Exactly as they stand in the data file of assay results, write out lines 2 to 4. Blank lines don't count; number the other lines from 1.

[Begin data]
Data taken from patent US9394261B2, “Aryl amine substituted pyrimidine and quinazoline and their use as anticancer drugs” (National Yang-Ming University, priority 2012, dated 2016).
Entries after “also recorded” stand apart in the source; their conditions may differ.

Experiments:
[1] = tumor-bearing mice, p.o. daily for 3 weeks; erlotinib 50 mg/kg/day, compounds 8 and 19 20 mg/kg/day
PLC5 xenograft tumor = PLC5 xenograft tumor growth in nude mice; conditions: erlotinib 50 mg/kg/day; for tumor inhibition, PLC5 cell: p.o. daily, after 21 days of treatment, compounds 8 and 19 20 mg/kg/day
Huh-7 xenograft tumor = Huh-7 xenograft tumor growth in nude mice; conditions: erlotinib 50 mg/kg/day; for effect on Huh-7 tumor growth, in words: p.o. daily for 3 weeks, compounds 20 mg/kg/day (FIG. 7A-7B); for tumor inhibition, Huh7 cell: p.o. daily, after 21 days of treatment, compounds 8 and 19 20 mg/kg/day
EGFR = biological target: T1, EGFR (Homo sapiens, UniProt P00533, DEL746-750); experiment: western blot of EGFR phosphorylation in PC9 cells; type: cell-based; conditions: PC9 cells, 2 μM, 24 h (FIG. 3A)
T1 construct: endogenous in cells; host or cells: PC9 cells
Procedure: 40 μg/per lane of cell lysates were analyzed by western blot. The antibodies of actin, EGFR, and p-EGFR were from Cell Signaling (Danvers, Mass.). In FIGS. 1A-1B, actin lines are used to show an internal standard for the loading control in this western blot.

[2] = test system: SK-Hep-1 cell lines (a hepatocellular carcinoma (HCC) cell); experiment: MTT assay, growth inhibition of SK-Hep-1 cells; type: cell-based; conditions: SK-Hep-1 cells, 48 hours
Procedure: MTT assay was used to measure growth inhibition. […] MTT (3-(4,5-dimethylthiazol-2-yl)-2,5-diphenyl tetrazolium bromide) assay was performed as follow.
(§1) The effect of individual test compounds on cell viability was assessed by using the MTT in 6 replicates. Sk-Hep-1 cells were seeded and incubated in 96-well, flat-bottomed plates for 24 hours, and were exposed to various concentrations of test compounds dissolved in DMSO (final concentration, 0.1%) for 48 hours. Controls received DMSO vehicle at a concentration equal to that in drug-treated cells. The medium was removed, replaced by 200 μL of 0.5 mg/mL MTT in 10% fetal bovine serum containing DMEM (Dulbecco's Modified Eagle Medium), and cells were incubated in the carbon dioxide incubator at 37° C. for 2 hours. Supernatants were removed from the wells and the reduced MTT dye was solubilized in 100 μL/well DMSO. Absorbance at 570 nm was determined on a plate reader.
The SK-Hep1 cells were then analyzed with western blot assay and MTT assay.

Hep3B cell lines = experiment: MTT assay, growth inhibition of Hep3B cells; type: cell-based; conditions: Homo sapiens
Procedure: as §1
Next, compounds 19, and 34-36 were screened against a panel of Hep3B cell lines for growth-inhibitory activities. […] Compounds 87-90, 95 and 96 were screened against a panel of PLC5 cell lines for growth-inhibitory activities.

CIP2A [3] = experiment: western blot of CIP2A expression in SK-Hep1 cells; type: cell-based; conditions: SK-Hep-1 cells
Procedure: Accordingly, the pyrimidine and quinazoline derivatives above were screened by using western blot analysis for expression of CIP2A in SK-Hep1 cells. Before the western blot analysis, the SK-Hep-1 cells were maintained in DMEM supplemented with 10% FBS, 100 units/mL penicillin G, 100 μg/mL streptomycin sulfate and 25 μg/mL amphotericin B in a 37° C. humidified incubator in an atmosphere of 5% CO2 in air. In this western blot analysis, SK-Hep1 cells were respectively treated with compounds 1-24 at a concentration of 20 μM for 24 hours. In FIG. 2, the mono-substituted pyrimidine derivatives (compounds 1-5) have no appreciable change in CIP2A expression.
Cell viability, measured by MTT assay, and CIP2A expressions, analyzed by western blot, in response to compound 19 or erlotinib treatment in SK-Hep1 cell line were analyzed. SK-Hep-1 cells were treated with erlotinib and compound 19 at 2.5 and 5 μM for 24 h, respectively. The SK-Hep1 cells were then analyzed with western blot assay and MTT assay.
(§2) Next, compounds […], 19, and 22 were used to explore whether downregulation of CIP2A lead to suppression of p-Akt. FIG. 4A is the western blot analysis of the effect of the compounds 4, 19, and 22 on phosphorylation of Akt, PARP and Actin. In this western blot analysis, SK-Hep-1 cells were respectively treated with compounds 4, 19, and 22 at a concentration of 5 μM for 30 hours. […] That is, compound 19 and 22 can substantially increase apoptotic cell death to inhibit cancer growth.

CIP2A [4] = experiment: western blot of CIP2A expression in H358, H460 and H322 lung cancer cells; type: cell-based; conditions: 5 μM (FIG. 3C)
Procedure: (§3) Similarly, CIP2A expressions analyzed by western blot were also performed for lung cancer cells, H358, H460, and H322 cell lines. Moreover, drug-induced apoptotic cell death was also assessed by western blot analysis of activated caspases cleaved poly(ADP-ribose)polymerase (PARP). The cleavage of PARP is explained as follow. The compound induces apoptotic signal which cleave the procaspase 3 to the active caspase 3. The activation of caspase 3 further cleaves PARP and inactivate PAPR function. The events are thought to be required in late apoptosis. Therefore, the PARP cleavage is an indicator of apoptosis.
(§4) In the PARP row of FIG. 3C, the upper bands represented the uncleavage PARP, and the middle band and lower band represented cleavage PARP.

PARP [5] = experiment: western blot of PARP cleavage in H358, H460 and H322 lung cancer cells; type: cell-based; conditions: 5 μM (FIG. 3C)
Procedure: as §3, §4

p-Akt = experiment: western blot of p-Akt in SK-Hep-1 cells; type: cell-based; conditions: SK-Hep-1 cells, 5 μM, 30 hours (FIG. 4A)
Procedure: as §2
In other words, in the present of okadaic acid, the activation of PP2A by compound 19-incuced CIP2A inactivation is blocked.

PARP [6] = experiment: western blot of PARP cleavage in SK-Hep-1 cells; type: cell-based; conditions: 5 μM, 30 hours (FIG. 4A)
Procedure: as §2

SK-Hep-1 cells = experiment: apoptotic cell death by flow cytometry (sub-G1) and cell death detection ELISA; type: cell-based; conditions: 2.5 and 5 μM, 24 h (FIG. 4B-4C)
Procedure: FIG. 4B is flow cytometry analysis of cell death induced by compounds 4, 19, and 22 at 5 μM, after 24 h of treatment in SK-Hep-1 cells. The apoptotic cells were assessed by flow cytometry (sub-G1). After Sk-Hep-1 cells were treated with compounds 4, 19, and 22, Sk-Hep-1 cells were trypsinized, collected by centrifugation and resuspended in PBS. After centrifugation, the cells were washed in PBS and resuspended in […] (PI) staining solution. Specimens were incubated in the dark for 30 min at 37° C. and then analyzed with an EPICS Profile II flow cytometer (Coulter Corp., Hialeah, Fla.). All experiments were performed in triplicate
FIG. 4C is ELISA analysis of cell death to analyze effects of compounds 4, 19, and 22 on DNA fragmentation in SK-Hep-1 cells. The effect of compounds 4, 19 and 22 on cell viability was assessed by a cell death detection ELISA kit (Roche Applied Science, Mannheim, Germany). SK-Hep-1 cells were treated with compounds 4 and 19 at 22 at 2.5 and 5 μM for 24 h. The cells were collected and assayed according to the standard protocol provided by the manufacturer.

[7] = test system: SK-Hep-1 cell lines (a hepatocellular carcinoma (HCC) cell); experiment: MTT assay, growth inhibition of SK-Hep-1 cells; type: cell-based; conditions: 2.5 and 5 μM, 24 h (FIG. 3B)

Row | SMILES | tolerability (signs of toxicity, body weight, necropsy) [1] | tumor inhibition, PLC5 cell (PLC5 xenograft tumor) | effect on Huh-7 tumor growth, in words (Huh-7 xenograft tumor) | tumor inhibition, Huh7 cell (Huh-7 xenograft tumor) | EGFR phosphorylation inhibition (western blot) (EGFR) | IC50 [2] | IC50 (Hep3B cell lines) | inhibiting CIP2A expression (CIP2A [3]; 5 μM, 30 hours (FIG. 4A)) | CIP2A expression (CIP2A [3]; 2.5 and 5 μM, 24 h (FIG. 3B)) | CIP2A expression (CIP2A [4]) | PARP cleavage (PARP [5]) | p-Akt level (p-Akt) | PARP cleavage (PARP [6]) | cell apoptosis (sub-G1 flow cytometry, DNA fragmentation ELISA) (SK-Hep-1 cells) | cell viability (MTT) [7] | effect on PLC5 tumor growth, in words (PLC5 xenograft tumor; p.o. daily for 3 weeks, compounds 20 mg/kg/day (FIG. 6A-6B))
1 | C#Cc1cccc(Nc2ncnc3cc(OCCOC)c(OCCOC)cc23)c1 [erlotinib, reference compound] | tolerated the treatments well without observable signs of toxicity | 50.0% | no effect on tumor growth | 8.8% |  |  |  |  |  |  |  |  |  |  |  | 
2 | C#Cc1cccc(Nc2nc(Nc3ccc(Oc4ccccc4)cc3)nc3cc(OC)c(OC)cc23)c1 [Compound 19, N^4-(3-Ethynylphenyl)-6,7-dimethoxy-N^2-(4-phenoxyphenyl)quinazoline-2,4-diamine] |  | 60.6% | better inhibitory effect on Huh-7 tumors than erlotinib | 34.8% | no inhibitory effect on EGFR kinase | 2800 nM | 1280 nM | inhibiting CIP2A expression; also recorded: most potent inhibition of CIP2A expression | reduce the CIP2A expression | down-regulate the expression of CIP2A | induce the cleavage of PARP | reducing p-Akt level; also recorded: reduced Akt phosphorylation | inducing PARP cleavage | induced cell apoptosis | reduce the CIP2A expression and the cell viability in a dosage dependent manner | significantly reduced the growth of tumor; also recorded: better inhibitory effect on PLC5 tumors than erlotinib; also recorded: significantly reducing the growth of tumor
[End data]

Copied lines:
Entries after “also recorded” stand apart in the source; their conditions may differ.

Experiments:
[1] = tumor-bearing mice, p.o. daily for 3 weeks; erlotinib 50 mg/kg/day, compounds 8 and 19 20 mg/kg/day